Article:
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In Feynman example. Detector A is above the surface that detects the photon reflected,
while detector B detects the photon that goes thru in a glass reflection experiment. We know that in a glass, 4% is reflected. Now Feymann question is how do the photons which enter the glass end up in either side such that 4% are detected at A above the glass. It's as if the photons are part of an essemble. In fact, I think the answer is because the wave function choreograph the behavior of all the photons. Agree?
 
  • #13
qsa
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In Feynman example. Detector A is above the surface that detects the photon reflected,
while detector B detects the photon that goes thru in a glass reflection experiment. We know that in a glass, 4% is reflected. Now Feymann question is how do the photons which enter the glass end up in either side such that 4% are detected at A above the glass. It's as if the photons are part of an essemble. In fact, I think the answer is because the wave function choreograph the behavior of all the photons. Agree?
about right.
 
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I wonder what is the temporal reach of the wave function. For example. If one photon a day is aimed to the glass. In 10 years and after 3650 photons. Would you still have 4% of them being reflected?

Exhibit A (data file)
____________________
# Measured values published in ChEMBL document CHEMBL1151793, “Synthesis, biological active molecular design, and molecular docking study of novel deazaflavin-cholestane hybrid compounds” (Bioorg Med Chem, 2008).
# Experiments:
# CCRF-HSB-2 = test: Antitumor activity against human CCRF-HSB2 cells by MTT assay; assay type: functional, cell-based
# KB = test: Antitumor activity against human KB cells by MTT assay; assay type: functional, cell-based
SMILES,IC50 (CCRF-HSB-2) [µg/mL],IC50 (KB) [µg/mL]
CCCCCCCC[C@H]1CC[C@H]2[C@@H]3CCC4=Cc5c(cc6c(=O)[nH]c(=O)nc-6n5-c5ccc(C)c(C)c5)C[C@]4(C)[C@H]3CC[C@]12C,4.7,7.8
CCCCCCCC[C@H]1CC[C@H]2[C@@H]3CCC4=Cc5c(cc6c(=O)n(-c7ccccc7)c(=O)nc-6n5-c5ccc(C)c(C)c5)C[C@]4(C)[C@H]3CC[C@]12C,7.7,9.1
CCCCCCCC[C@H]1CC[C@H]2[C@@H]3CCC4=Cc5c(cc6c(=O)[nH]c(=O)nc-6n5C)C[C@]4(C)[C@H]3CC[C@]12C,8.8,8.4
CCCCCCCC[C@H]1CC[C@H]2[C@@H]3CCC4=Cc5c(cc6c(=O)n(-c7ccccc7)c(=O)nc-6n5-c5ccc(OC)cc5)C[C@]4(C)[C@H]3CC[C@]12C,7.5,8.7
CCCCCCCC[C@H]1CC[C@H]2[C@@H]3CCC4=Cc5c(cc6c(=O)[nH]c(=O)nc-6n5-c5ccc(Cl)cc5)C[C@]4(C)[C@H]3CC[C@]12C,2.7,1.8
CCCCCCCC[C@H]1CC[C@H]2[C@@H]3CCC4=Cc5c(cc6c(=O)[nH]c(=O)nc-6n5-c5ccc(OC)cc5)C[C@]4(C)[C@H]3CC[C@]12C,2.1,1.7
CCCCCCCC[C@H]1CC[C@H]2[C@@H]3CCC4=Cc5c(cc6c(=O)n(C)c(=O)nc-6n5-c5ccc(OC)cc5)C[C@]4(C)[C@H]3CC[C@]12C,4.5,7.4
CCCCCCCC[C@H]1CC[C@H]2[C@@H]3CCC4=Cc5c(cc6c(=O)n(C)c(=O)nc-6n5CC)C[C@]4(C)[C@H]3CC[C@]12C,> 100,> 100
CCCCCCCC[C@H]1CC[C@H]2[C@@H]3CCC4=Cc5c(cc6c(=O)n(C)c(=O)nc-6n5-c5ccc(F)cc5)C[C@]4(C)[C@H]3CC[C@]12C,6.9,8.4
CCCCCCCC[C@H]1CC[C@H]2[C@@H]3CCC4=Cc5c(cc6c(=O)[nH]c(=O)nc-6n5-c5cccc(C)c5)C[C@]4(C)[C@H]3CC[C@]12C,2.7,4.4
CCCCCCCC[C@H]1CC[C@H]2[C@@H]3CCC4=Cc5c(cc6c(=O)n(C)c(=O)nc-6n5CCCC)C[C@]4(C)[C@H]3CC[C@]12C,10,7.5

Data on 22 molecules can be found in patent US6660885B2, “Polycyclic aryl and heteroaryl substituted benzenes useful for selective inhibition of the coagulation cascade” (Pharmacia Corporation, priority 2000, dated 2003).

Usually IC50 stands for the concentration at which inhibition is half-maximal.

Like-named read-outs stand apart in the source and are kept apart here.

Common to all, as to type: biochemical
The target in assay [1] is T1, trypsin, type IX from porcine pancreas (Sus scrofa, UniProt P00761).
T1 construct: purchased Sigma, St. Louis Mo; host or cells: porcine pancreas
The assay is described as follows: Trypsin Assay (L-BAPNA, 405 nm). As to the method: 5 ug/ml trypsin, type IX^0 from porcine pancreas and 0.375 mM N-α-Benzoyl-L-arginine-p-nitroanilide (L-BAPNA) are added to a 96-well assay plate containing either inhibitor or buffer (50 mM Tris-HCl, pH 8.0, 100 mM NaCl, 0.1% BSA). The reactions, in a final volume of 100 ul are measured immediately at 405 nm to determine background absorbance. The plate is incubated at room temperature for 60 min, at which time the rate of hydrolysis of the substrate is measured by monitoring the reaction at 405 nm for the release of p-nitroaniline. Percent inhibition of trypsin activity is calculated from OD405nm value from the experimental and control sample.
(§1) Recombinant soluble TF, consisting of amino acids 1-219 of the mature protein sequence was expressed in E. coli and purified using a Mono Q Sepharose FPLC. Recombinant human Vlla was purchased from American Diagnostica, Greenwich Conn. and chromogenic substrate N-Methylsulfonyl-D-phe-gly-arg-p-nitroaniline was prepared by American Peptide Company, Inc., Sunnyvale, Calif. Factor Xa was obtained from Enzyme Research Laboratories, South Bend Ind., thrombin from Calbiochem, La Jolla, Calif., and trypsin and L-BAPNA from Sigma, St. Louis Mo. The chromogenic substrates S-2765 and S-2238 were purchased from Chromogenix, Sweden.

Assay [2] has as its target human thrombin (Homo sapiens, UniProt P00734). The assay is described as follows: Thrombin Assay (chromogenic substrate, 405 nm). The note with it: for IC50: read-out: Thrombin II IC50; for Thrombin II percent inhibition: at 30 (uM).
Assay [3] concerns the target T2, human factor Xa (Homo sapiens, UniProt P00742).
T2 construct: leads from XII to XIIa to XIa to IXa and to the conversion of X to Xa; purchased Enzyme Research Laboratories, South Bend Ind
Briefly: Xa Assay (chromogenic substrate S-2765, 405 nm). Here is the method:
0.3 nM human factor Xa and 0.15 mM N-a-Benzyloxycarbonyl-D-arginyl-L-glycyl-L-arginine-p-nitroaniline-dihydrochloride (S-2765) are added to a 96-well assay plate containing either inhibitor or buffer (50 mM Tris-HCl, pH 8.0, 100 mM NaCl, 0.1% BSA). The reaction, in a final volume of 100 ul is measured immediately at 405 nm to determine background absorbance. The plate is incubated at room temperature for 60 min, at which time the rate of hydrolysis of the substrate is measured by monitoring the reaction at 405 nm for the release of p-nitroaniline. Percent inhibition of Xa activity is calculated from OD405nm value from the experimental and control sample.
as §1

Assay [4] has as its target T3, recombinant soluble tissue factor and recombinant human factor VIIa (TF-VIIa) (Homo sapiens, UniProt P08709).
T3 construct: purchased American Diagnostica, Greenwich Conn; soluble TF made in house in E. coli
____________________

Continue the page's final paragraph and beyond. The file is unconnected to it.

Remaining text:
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Fredrik
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I wonder what is the temporal reach of the wave function. For example. If one photon a day is aimed to the glass. In 10 years and after 3650 photons. Would you still have 4% of them being reflected?
Yes (approximately). This has nothing to do with quantum mechanics. If you flip a coin once a year, after a million years, you will have approximately 500000 heads.
 
  • #16
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Yes (approximately). This has nothing to do with quantum mechanics. If you flip a coin once a year, after a million years, you will have approximately 500000 heads.
What you didn't seem to understand is that the distribution is not 50%-50% but 4%-96%. So you can't use the example of flipping the coin. Do you know that in glass reflections, 4% of the light is reflected? That is why they use anti-reflection coating in a telescope lens, so more light transmission. Now in 10 years.. without QM, you can't explain how the photons can end up 4% reflected unless the wave function dictate them that way.
 
  • #17
Fredrik
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What you didn't seem to understand is that the distribution is not 50%-50% but 4%-96%.
That's irrelevant, but just in case using the same numbers will help you see the point, let's consider a 25-faced die that's rolled once a year. After a million years, you will have had the result "25" roughly 40000 times.

...without QM, you can't explain how the photons can end up 4% reflected...
No, but that's not what you asked. You asked why (approximately) 4% of the total number of photons end up reflected, given that there's a 4% probability of reflection each time. The answer to that has nothing to do with QM.